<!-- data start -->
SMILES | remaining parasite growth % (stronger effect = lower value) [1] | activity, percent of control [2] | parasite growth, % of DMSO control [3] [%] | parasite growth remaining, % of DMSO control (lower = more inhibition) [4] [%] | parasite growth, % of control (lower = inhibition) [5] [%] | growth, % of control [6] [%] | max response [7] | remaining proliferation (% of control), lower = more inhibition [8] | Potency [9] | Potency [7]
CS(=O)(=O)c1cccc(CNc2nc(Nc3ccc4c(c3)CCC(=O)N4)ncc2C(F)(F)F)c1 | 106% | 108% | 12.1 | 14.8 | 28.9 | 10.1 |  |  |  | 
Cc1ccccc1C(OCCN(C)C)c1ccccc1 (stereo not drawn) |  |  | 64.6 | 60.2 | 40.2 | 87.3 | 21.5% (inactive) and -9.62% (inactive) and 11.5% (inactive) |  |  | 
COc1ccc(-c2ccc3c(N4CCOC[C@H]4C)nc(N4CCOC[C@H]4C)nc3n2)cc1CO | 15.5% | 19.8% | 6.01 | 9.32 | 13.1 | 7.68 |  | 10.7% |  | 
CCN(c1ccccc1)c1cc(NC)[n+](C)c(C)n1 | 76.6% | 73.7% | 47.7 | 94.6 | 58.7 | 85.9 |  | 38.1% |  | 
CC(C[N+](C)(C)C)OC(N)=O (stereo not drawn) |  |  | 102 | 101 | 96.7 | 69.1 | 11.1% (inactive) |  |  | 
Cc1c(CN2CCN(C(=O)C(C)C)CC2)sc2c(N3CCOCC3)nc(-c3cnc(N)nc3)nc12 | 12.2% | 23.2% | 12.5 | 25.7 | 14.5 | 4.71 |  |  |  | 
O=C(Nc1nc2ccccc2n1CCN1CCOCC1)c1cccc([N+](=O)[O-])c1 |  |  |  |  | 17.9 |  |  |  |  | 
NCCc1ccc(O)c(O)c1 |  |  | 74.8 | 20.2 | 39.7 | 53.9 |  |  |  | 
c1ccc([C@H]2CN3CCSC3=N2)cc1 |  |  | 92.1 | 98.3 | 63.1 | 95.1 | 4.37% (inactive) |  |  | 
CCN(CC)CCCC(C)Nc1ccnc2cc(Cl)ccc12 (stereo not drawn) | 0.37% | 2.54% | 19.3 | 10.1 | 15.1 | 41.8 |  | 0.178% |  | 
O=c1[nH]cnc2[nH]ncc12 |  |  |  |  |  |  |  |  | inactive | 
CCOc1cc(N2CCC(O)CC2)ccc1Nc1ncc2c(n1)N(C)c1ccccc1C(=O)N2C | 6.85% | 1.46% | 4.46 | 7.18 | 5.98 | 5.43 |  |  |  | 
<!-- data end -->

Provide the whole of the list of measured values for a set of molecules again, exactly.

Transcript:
SMILES | remaining parasite growth % (stronger effect = lower value) [1] | activity, percent of control [2] | parasite growth, % of DMSO control [3] [%] | parasite growth remaining, % of DMSO control (lower = more inhibition) [4] [%] | parasite growth, % of control (lower = inhibition) [5] [%] | growth, % of control [6] [%] | max response [7] | remaining proliferation (% of control), lower = more inhibition [8] | Potency [9] | Potency [7]
CS(=O)(=O)c1cccc(CNc2nc(Nc3ccc4c(c3)CCC(=O)N4)ncc2C(F)(F)F)c1 | 106% | 108% | 12.1 | 14.8 | 28.9 | 10.1 |  |  |  | 
Cc1ccccc1C(OCCN(C)C)c1ccccc1 (stereo not drawn) |  |  | 64.6 | 60.2 | 40.2 | 87.3 | 21.5% (inactive) and -9.62% (inactive) and 11.5% (inactive) |  |  | 
COc1ccc(-c2ccc3c(N4CCOC[C@H]4C)nc(N4CCOC[C@H]4C)nc3n2)cc1CO | 15.5% | 19.8% | 6.01 | 9.32 | 13.1 | 7.68 |  | 10.7% |  | 
CCN(c1ccccc1)c1cc(NC)[n+](C)c(C)n1 | 76.6% | 73.7% | 47.7 | 94.6 | 58.7 | 85.9 |  | 38.1% |  | 
CC(C[N+](C)(C)C)OC(N)=O (stereo not drawn) |  |  | 102 | 101 | 96.7 | 69.1 | 11.1% (inactive) |  |  | 
Cc1c(CN2CCN(C(=O)C(C)C)CC2)sc2c(N3CCOCC3)nc(-c3cnc(N)nc3)nc12 | 12.2% | 23.2% | 12.5 | 25.7 | 14.5 | 4.71 |  |  |  | 
O=C(Nc1nc2ccccc2n1CCN1CCOCC1)c1cccc([N+](=O)[O-])c1 |  |  |  |  | 17.9 |  |  |  |  | 
NCCc1ccc(O)c(O)c1 |  |  | 74.8 | 20.2 | 39.7 | 53.9 |  |  |  | 
c1ccc([C@H]2CN3CCSC3=N2)cc1 |  |  | 92.1 | 98.3 | 63.1 | 95.1 | 4.37% (inactive) |  |  | 
CCN(CC)CCCC(C)Nc1ccnc2cc(Cl)ccc12 (stereo not drawn) | 0.37% | 2.54% | 19.3 | 10.1 | 15.1 | 41.8 |  | 0.178% |  | 
O=c1[nH]cnc2[nH]ncc12 |  |  |  |  |  |  |  |  | inactive | 
CCOc1cc(N2CCC(O)CC2)ccc1Nc1ncc2c(n1)N(C)c1ccccc1C(=O)N2C | 6.85% | 1.46% | 4.46 | 7.18 | 5.98 | 5.43 |  |  |  | 